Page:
Tuesday, September 29, 2009

Na Pali Coast

Veteran visitors to Kauai will recall that the highway does not quite circumnavigate the island. There is a 17-mile gap in the road at the northwest corner, between Ke'e Beach and Polihale Beach, otherwise known as the über-scenic Na Pali Coast.

Having read that National Geographic magazine rated a one-way open-water kayak tour down the coast as the second-best outdoor adventure in the United States (after rafting the Grand Canyon), Daddy felt obliged to check it out on behalf of the rest of the family.

Despite suffering a broken toe two days before departure, in an unsuccessful attempt to walk through a stool, Daddy was undeterred, setting out for the North Shore at 6 a.m. All trips had been canceled for the past five days due to rough seas. This was likely to be the last one of the season. He took the guides' advice and gulped down some Dramamine. This turned out to be a wise choice.

The initial 11-mile stretch before lunch was more than a few of the paddlers bargained for. The swells were formidable and there was enough wind and rain to keep things very interesting. One couple turned back just before the point of no return, and several more probably wished they had. They gave up their breakfasts until there was nothing left to give... and then they gave some more. You get the picture.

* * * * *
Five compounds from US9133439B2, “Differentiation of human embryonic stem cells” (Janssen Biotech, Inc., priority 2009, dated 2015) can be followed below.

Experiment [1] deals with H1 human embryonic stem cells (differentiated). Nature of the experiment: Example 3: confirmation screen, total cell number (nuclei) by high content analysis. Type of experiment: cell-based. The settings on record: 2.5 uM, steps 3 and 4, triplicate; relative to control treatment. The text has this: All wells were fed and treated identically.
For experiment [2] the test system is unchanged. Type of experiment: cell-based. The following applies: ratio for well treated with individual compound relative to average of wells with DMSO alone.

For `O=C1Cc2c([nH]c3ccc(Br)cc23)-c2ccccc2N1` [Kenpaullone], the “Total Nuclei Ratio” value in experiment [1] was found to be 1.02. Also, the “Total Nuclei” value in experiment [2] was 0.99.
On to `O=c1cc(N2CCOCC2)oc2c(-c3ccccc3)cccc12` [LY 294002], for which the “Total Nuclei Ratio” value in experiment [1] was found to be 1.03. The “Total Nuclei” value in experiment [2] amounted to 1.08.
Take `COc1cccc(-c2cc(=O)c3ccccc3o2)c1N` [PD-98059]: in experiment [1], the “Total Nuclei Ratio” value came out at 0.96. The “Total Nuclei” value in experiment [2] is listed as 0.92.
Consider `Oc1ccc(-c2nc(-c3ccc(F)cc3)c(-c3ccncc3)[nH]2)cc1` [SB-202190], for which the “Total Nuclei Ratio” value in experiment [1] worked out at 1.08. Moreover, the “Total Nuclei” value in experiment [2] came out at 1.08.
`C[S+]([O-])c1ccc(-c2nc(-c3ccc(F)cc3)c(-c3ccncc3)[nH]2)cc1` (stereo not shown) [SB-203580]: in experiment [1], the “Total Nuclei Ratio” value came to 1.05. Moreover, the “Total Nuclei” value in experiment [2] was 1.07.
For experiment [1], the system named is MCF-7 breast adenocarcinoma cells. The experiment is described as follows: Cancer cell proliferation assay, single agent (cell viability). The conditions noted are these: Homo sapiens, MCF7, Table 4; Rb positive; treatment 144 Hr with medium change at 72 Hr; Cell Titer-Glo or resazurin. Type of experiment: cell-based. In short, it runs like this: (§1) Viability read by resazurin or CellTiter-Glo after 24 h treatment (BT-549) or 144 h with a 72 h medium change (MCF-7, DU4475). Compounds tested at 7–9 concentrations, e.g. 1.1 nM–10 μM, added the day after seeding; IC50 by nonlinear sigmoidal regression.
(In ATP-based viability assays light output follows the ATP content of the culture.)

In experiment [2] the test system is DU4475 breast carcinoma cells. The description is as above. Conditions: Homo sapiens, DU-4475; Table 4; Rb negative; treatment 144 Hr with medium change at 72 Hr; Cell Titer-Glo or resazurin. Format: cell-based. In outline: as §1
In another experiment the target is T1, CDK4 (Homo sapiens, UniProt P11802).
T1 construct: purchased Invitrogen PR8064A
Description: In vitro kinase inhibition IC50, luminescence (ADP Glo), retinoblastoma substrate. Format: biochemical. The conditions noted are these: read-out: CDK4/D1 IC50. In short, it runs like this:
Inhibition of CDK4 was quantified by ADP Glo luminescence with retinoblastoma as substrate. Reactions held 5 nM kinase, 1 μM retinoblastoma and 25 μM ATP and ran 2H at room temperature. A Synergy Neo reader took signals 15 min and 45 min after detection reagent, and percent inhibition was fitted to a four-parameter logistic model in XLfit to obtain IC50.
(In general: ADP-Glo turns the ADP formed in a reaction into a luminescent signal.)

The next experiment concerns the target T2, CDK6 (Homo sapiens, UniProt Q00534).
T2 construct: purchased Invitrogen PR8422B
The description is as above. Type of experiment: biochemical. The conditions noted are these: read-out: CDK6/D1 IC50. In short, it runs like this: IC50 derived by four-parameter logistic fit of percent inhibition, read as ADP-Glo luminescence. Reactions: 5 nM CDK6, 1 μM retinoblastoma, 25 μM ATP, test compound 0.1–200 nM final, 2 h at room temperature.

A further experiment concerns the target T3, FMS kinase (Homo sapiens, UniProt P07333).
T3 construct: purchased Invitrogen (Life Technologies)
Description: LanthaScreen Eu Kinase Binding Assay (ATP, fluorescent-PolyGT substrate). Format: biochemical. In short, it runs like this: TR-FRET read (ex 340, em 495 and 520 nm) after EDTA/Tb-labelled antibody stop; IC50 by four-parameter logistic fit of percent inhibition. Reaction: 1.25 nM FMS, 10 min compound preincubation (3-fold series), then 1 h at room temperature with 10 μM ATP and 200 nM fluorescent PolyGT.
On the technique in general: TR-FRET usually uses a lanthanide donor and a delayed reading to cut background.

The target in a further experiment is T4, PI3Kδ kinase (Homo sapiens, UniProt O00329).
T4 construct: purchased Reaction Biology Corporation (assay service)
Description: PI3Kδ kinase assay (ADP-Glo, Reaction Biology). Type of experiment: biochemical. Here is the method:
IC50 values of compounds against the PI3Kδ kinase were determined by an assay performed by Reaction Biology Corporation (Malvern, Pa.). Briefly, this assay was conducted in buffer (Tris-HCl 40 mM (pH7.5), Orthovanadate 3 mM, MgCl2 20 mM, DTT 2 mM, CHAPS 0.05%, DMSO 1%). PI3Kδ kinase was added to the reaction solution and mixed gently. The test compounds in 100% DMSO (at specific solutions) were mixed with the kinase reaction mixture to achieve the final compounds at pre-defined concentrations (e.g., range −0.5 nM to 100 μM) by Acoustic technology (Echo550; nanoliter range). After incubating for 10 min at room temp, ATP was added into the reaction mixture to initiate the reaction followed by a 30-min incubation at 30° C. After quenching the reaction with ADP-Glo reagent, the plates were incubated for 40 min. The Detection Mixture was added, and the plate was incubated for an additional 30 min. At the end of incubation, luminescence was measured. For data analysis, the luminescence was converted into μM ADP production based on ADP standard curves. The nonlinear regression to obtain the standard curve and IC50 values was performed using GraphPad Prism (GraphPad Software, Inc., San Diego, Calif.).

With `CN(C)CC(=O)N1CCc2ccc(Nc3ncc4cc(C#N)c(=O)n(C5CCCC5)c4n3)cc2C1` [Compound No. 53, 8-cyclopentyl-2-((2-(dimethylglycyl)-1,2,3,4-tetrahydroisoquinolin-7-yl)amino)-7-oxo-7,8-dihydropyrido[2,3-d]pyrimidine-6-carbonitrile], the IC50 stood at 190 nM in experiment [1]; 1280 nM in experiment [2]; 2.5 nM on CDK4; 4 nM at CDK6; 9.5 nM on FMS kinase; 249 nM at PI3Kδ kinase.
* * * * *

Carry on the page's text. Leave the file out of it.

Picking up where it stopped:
But the scenery was spectacular, beyond my humble abilities to describe, so I'll let the pictures speak for themselves. When we reached the beach designated for our lunch, we all collapsed in the sand and rested for a couple of hours.

The final stretch to Polihale was gentler and sunnier... until the landing. Bringing kayaks in to the beach between sets of six-foot waves added a bit of drama to the finish. Most of the boats were swamped in the surf, but everyone survived to tell the tale, though not, perhaps, with all of their possessions.

Monday, September 28, 2009

Kauai Roundup (Part 2)

Not content to enjoy the view by helicopter alone, we set out to make the land journey up the edge of Waimea Canyon.